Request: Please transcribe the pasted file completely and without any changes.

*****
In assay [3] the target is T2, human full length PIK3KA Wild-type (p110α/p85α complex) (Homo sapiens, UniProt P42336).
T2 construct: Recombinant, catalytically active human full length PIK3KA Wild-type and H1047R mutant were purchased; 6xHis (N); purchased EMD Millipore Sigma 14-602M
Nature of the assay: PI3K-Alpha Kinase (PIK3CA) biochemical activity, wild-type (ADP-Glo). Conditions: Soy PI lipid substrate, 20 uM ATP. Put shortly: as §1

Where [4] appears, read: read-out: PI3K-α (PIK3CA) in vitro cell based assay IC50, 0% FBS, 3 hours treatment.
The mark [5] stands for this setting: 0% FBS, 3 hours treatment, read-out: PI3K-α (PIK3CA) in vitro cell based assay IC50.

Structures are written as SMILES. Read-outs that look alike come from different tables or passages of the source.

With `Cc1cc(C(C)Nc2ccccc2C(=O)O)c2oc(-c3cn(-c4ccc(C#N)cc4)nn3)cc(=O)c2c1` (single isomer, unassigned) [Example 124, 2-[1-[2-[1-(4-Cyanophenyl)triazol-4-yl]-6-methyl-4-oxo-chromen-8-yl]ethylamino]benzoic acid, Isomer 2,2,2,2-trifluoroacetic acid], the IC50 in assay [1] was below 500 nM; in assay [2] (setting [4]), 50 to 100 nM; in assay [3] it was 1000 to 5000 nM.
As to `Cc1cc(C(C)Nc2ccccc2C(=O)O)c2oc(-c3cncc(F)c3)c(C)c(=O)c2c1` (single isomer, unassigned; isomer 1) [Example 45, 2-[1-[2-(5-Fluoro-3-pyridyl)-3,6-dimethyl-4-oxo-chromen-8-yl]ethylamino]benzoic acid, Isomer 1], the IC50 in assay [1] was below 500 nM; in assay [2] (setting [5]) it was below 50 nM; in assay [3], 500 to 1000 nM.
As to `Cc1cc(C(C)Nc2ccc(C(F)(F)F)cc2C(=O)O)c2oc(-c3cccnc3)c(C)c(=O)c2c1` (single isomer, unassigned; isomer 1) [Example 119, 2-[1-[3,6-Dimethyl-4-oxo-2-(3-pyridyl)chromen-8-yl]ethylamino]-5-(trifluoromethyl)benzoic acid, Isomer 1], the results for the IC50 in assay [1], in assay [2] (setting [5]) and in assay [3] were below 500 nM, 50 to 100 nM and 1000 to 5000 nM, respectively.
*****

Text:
In assay [3] the target is T2, human full length PIK3KA Wild-type (p110α/p85α complex) (Homo sapiens, UniProt P42336).
T2 construct: Recombinant, catalytically active human full length PIK3KA Wild-type and H1047R mutant were purchased; 6xHis (N); purchased EMD Millipore Sigma 14-602M
Nature of the assay: PI3K-Alpha Kinase (PIK3CA) biochemical activity, wild-type (ADP-Glo). Conditions: Soy PI lipid substrate, 20 uM ATP. Put shortly: as §1

Where [4] appears, read: read-out: PI3K-α (PIK3CA) in vitro cell based assay IC50, 0% FBS, 3 hours treatment.
The mark [5] stands for this setting: 0% FBS, 3 hours treatment, read-out: PI3K-α (PIK3CA) in vitro cell based assay IC50.

Structures are written as SMILES. Read-outs that look alike come from different tables or passages of the source.

With `Cc1cc(C(C)Nc2ccccc2C(=O)O)c2oc(-c3cn(-c4ccc(C#N)cc4)nn3)cc(=O)c2c1` (single isomer, unassigned) [Example 124, 2-[1-[2-[1-(4-Cyanophenyl)triazol-4-yl]-6-methyl-4-oxo-chromen-8-yl]ethylamino]benzoic acid, Isomer 2,2,2,2-trifluoroacetic acid], the IC50 in assay [1] was below 500 nM; in assay [2] (setting [4]), 50 to 100 nM; in assay [3] it was 1000 to 5000 nM.
As to `Cc1cc(C(C)Nc2ccccc2C(=O)O)c2oc(-c3cncc(F)c3)c(C)c(=O)c2c1` (single isomer, unassigned; isomer 1) [Example 45, 2-[1-[2-(5-Fluoro-3-pyridyl)-3,6-dimethyl-4-oxo-chromen-8-yl]ethylamino]benzoic acid, Isomer 1], the IC50 in assay [1] was below 500 nM; in assay [2] (setting [5]) it was below 50 nM; in assay [3], 500 to 1000 nM.
As to `Cc1cc(C(C)Nc2ccc(C(F)(F)F)cc2C(=O)O)c2oc(-c3cccnc3)c(C)c(=O)c2c1` (single isomer, unassigned; isomer 1) [Example 119, 2-[1-[3,6-Dimethyl-4-oxo-2-(3-pyridyl)chromen-8-yl]ethylamino]-5-(trifluoromethyl)benzoic acid, Isomer 1], the results for the IC50 in assay [1], in assay [2] (setting [5]) and in assay [3] were below 500 nM, 50 to 100 nM and 1000 to 5000 nM, respectively.